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Old 07-02-14, 03:15 PM
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The graphic above is meant to show the percentage difference between different riders in a single-line group at the different positions 1,2,3 etc., and the effort when in these positions. It's not meant to show the drafting efficiency without riders in their respective positions. It shows that after the position of the 3rd rider, the drafting effect is essentially the same as the riders behind them, which is often what I experience. Again, lots of variables to consider.
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Old 07-02-14, 03:26 PM
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Originally Posted by FLvector View Post
The graphic above is meant to show the percentage difference between different riders in a single-line group at the different positions 1,2,3 etc., and the effort when in these positions. It's not meant to show the drafting efficiency without riders in their respective positions. It shows that after the position of the 3rd rider, the drafting effect is essentially the same as the riders behind them, which is often what I experience. Again, lots of variables to consider.

Right, I was extrapolating. About the only thing to deduce (in the latter case) is that someone in the number 3 spot gets something less than the 29% reduction in drag. That's more information than before though.

I just realized that the chart explains something else, the big complaint in drafting threads about someone in front of you gapping. Aside from the obvious that you have to make up the lost ground some time. Number 3 guy, who is now number 2 in the sub-pace-line when number 2 lets a gap form, suddenly sees his effort level jump from 64% to 71%. The guys behind him don't care as much except for getting yo-yo'd.
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Old 07-02-14, 03:40 PM
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Originally Posted by wphamilton View Post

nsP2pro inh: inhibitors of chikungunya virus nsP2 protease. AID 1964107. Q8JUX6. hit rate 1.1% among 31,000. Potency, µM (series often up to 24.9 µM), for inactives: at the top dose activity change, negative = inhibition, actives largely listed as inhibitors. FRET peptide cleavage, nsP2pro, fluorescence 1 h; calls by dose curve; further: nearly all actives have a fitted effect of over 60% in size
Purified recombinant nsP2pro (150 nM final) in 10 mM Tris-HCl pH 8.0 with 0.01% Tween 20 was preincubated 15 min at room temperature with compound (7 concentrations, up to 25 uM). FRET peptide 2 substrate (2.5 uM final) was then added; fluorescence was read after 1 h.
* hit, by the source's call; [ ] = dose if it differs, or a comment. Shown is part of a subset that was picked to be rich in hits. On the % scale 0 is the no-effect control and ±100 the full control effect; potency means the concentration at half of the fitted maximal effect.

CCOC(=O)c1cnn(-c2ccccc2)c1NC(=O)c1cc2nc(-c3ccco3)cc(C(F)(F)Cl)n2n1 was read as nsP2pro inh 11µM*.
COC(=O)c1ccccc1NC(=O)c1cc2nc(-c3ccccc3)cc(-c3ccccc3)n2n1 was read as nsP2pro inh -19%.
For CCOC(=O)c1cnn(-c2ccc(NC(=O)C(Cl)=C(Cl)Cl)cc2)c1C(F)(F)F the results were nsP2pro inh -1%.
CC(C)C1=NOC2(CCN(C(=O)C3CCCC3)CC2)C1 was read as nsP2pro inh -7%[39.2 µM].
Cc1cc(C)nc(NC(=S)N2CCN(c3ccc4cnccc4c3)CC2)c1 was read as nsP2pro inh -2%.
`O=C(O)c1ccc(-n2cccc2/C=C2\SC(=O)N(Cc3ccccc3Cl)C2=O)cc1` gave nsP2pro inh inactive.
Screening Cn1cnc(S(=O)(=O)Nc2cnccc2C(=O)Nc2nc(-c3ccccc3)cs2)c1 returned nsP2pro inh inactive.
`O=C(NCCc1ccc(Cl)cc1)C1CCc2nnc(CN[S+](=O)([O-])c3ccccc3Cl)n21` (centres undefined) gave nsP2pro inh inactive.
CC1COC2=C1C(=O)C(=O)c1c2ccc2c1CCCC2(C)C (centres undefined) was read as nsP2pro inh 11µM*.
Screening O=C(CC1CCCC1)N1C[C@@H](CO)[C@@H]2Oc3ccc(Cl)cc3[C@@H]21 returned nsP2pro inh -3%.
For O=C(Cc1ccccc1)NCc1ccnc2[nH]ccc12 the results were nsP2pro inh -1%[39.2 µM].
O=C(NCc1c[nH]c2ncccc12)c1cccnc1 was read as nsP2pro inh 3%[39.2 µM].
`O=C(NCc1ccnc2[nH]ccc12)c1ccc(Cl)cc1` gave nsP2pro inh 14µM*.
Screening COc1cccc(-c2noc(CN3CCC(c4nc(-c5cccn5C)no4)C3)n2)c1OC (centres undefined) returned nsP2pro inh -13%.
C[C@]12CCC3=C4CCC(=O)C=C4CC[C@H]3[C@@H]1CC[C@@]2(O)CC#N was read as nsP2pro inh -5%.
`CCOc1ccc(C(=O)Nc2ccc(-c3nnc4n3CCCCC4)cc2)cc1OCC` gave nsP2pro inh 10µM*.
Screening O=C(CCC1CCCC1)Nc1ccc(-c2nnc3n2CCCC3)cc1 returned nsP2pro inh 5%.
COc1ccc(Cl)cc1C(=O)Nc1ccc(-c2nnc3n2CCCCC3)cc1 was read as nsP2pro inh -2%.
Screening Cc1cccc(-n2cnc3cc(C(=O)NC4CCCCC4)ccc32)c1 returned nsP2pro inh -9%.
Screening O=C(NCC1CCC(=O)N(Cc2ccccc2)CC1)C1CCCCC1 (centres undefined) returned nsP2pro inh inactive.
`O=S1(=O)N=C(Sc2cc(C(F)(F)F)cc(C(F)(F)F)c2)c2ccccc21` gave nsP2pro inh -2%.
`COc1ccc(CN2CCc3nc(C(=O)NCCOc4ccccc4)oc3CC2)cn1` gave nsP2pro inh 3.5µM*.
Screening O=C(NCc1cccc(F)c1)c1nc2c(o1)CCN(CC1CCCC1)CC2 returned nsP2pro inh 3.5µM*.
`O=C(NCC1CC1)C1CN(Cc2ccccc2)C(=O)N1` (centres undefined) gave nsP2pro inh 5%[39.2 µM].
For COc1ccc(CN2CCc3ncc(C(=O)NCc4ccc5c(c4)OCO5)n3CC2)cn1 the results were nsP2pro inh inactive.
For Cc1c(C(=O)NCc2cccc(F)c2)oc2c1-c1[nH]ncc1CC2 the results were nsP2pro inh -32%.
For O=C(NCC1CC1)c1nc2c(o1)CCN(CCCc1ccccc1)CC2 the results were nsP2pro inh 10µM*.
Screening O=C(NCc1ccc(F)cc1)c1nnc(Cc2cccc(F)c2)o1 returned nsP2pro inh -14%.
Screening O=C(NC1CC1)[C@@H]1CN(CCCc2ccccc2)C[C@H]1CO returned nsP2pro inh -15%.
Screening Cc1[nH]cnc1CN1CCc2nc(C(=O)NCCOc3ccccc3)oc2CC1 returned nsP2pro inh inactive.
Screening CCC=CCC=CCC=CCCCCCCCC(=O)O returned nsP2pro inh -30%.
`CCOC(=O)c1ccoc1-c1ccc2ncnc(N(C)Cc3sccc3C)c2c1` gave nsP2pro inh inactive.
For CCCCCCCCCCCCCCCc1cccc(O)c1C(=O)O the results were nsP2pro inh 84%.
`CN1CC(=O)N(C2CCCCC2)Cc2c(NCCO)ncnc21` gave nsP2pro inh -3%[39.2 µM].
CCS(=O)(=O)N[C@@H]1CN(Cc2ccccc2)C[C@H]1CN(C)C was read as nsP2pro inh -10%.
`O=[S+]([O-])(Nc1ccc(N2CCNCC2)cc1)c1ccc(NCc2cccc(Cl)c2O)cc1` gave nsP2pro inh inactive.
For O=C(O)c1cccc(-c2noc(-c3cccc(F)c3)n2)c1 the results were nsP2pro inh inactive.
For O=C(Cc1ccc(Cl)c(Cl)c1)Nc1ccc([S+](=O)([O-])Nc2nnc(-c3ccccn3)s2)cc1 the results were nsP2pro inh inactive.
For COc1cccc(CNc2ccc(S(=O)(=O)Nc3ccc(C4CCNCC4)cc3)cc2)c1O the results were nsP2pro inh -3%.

...

Waving, have the whole pace line wave in unison. I'll bet that the waves would have their own little drafting effect.
if going to the trouble to incorporate synchronized waving, might as well optimize it and carry some carbon one-armed ping-pong type racquets to paddle your way along, in sync of course. no point in wasting energy.
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Old 07-02-14, 03:48 PM
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Originally Posted by hueyhoolihan View Post
if going to the trouble to incorporate synchronized waving, might as well optimize it and carry some carbon one-armed ping-pong type racquets to paddle your way along, in sync of course. no point in wasting energy.
That evokes an awesome mental image. That could also serve to optimize the signals they seem to be fond of.

And is it possible that the rackets could act as vortex generators, pulling the divergent air flow back to the composite pace-line object, actually improving the aerodynamics? Has anyone actually tried this and measured the difference?
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Old 07-02-14, 04:18 PM
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Originally Posted by FLvector View Post
Too many variables, but this is probably close (unless you're waving).....
I'm pretty sure Broker only looked at four riders total.
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Old 07-02-14, 04:36 PM
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Originally Posted by wphamilton View Post
That evokes an awesome mental image. That could also serve to optimize the signals they seem to be fond of.

And is it possible that the rackets could act as vortex generators, pulling the divergent air flow back to the composite pace-line object, actually improving the aerodynamics? Has anyone actually tried this and measured the difference?
the possibilities are vast and complex as your imagination.
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Old 07-02-14, 05:02 PM